Alan D. Eames, beer writer and historian, who was considered the "Indiana Jones of beer," wrote about Ballantine IPA. "Ballantine India Pale Ale. Jesus, this beer is a holy sacrament! Dangerous, high-test, 44 magnum ale, its bitter, woody suds, reeking of spruce sap, overwhelm the nose and palate — God, this is fabulous ale." Later in the passage he pleads "The American beer industry — take the best ale in America and use all our advertising and packaging skill to render it such that no one in their right mind would ever venture to try it and then, 'let's drop it 'cause this brand just ain't selling.'" He concludes with "Oh well — Ballantine India Pale Ale, last bright jewel in the tarnished crown of American brewing, you haunt me still. Neither one of us fit into the scheme of things these days. May God preserve and protect us both." (1986)
Jasper Johns created a famous sculpture of two Ballantine XXX Ale cans titled Painted Bronze (1960).
Tom Wesselmann included two Ballantine XXX Ale cans in Still Life #28 (1964).
Beastie Boys mention Ballantine in their song "
High Plains Drifter". In particular, they refer to the
rebus puzzles that began being printed on the underside of the bottle caps during the Falstaff era. "I feel like Steve McQueen a former movie star, look in my rearview mirror seen a police car. Ballantine quarts with the puzzle on the cap, I couldn't help but notice I was caught in a speed trap."
GZA/The Genius of hip-hop supergroup
Wu-Tang Clan mentions Ballantine Ale numerous times on many different groups and solo albums, as have other clan members. GZA/The Genius most notably mentions the classic ale on the Enter the Wu-Tang album track "Clan In da Front".
The Notorious B.I.G. mentions Ballantine in "Long Kiss Goodnight" of his sophomore album Life After Death. "Distribute to, kids who, take heart like Valentine, Drink Ballantine, all the time."
Jay-Z mentions Ballantine Ale in "The Joy," a collaborative effort with
Kanye West and
Curtis Mayfield. "Taking sips of pop, six-pack of Miller nips, Pink Champale, Ballantine Ale." It is worth noting that today Champale and Ballantine Ale are both owned by Pabst.
Jay-Z also mentions Ballantine Ale in his 2010 interview with
Charlie Rose. Rose and Jay-Z talked about how the rapper used to sell crack cocaine. Rose asked "You never used it?" Jay-Z responded "No. Crack cocaine? No. [laughter] Come on, man. [more laughter] That's hardcore, man. A little weed. Ballantine Ale. Guinness Stout."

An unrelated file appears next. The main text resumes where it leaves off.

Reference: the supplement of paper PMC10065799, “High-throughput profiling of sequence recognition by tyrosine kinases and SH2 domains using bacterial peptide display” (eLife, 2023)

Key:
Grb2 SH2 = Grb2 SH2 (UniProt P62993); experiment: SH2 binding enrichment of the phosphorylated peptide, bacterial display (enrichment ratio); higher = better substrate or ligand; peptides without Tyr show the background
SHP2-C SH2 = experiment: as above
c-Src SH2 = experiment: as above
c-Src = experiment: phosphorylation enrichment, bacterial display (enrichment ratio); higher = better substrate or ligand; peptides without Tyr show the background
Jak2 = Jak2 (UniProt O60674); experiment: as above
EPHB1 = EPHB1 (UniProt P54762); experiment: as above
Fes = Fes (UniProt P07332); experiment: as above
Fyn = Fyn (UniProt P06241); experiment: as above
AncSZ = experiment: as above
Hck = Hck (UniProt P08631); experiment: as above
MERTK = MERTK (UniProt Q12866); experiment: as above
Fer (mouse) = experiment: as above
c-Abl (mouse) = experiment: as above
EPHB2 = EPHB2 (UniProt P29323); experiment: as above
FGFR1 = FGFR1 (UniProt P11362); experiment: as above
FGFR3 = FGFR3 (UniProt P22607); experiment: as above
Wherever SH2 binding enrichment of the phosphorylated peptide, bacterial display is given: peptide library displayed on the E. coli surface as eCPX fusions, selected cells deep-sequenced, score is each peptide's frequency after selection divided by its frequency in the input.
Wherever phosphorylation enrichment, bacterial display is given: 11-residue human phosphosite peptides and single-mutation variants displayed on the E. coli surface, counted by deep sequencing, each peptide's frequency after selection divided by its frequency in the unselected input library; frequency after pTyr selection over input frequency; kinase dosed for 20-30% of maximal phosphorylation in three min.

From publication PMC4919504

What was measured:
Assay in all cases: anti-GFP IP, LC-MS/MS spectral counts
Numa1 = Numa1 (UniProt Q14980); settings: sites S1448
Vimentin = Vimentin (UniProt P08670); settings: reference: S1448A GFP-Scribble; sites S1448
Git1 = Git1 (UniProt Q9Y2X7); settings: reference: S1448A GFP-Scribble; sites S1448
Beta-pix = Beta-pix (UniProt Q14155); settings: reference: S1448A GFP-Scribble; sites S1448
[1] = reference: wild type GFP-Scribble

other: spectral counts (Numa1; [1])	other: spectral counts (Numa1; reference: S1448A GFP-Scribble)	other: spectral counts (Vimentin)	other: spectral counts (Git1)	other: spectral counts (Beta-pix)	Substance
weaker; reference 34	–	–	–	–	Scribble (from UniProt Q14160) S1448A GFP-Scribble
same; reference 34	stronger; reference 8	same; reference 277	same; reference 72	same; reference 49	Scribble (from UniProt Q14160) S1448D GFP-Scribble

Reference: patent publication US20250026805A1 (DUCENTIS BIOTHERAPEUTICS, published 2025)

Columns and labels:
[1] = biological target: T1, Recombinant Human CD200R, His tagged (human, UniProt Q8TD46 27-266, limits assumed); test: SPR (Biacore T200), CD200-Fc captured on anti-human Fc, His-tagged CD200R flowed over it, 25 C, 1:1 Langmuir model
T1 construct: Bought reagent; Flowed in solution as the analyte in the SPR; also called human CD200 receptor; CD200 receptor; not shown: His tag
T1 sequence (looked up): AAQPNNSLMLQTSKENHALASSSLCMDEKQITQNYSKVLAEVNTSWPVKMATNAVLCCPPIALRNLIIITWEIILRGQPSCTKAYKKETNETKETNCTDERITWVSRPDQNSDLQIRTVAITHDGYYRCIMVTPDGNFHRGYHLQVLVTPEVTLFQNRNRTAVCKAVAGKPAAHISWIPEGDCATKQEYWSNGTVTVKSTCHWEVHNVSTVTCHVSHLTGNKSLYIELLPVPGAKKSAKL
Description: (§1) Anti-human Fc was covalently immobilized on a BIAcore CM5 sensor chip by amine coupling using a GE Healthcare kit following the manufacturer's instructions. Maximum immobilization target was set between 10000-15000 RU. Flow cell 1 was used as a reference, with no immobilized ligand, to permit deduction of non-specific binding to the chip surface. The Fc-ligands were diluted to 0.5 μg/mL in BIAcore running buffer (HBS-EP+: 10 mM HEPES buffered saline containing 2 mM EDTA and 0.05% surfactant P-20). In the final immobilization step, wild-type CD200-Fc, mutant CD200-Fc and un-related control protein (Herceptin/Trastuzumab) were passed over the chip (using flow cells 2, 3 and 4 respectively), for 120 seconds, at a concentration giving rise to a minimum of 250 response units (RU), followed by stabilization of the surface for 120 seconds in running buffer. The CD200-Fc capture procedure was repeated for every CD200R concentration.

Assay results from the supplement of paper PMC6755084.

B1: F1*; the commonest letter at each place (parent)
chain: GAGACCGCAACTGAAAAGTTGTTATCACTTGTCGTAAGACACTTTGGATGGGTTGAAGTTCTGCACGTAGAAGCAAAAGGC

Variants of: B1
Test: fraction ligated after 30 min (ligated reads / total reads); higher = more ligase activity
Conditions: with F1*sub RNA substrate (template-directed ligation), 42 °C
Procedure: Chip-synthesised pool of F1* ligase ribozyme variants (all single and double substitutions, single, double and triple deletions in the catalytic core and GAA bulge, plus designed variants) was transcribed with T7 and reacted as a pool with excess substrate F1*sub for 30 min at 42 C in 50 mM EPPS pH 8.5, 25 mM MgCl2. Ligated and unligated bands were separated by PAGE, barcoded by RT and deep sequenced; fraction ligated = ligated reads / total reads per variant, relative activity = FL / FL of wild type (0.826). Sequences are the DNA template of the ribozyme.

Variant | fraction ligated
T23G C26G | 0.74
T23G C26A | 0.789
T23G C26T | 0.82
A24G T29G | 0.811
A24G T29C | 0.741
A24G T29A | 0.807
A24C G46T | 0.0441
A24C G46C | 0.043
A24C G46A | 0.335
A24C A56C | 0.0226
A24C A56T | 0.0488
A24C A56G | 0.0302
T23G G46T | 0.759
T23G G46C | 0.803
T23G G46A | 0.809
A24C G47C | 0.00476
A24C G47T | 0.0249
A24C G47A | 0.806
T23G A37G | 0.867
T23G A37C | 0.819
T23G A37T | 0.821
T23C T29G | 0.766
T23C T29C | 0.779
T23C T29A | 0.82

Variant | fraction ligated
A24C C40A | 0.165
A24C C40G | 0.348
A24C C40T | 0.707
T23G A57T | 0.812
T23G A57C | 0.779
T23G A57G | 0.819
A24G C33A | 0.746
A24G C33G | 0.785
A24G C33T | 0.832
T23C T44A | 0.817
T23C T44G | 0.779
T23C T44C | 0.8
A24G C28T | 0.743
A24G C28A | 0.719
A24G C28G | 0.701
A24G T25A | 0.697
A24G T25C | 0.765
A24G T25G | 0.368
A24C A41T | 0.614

In the album art for
fourth album, each band member chose and/or designed four individual personal symbols to represent them. It is rumored that drummer
John Bonham chose an inverted version of Ballantine's Borromean ring logo for this purpose.
The Good Rats song "City Liners" from their 1979 "Birth Comes To Us All" includes Ballantine in its lyrics "And sneak a couple of his daddy's Ballantine".
The Billy Joel song “No Man’s Land” (album River of Dreams) includes the line, “bankers with their Volvos and their Ballantine’s”.
Rick Moranis sings about Ballantine's in "It's the Champagne Talkin'" on his Album Agoraphobic Cowboy. "Valentine's, It was Ballantine's, Easter, It was ouzo, Beaujolais, On Bastille Day, Labor Day, Absolut-no!"
Yankee Stadium (top), and Connie Mack Stadium (bottom), during their Ballantine years
New York Yankees broadcasts featured commercials with the jingle "Baseball and Ballantine/ Baseball and Ballantine/ What a combination/ All across the nation/ Ballantine, Ballantine beer."
Ballantine also sponsored the
Philadelphia Phillies on radio and TV for many years in the 1950s and 1960s. The scoreboard in right-center field at Philadelphia's
Connie Mack Stadium (previously known as
Shibe Park) sported a 60-foot-long (18 m) Ballantine Ale sign.
In 1963 and 1964, Ballantine sponsored a
drum and bugle corps based in Newark, New Jersey named the "Ballantine Brewers".
P. Ballantine and Sons Brewing Company owned the
Boston Celtics for a brief period of time in the late 1960s.
Ballantine Ale sponsored Three Ring Time, a comedy-variety show with
Milton Berle, in the early 1940s.
Promotional poster for Shotgun Slade, sponsored by Ballantine Beer
Ballantine Beer was the preferred beer of
Martin Crane on the television show Frasier. He drinks the lager in many episodes throughout the series, mostly from the can. In season 7, episode 24, he drinks a draft at the bar during Daphne's rehearsal dinner - lamenting his loss of both Daphne and his beloved Ballantine, brewing of which he noted was to be stopped. In season 7, episode 15, a Valentine's Day episode, he jokingly says to his beer can "Will you be my Ballantine?"
Mel Brooks adapted the
2000 Year Old Man character to create the 2500-Year-Old Brewmaster for Ballantine Beer in the 1960s. Interviewed by
Dick Cavett in a series of ads, the Brewmaster (in a German accent, as opposed to the 2000 Year Old Man's Jewish voice) said he was inside the original
Trojan horse and "could've used a six-pack of fresh air."
The syndicated western/detective television show Shotgun Slade had Ballantine Beer as its title sponsor.